In general, I recommend people interested in the topic of pig farming check out this book by Horwitz. Among other things, he discusses, in a non-judgmental way, how efficient, well-capitalized integrators reorganized the hog industry in America.
The Mangalitsa was the "factory pig" of the Balkans in the 19th century. As described here, once the Hungarians drained the swamps, they put the pigs on farms and fed them the surplus corn they grew.
Rather than wanting wild-boar-like breeds that could forage and survive in rough natural conditions, they wanted pigs that would get really fat on their new farms, to meet the needs of consumers with rising incomes who wanted lots of fat. Compared to running hogs in the swamps and forests, the hogs farms of the 1800s represented an unprecedented level of hog confinement.
It is interesting that the Mangalitsa exists in its current form because in 1833, Hungarians purposefully bred an extreme lard-type hog for their "factory farms". It is raised in fairly similar circumstances now - circumstances that almost 200 years later look quaint compared to the state-of-the-art farms used to raise Iberico in Spain.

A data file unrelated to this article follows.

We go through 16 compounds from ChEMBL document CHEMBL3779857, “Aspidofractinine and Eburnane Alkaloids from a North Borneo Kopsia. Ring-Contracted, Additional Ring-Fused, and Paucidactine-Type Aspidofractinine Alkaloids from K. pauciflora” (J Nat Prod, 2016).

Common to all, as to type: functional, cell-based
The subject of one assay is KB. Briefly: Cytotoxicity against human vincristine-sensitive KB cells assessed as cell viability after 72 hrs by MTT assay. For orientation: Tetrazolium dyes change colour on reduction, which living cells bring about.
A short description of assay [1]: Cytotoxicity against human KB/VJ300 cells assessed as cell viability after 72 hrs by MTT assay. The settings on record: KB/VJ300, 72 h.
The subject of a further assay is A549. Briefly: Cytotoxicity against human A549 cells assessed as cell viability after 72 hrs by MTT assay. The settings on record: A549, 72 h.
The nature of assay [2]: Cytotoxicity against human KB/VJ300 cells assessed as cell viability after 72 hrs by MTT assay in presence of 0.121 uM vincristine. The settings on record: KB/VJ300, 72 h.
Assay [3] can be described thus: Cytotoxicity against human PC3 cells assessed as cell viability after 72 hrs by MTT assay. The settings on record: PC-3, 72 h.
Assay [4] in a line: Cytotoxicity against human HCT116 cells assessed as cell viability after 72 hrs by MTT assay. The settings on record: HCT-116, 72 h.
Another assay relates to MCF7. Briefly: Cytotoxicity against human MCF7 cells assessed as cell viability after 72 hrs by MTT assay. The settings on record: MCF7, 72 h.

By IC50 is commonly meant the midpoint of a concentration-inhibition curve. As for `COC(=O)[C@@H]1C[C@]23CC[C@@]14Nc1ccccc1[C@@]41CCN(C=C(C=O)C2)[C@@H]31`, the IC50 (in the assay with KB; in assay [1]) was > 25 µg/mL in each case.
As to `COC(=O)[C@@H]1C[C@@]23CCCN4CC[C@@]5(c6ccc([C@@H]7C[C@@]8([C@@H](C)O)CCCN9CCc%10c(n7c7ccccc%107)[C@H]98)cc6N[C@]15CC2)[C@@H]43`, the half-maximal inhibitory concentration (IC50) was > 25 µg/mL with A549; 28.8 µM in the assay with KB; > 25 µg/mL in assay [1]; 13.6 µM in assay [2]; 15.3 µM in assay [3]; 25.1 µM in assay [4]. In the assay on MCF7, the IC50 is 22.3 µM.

Old-school free-range pig herder with pre-Mangalitsa pigs
When the Hungarians made the transition to putting pigs on farms, the people who made their living running pigs the old way were driven out of business. Some of them likely found employment mucking out the stalls on the new "factory farms", or cooking up porridge for Mangalitsas (in an age before grinders). How tedious and boring the new work must have seemed, compared to the excitement of working with nasty half-wild pigs.
Then, as now, the farmers using the newest technology could argue that their animals suffered less morbidity while efficiently meeting the needs of consumers.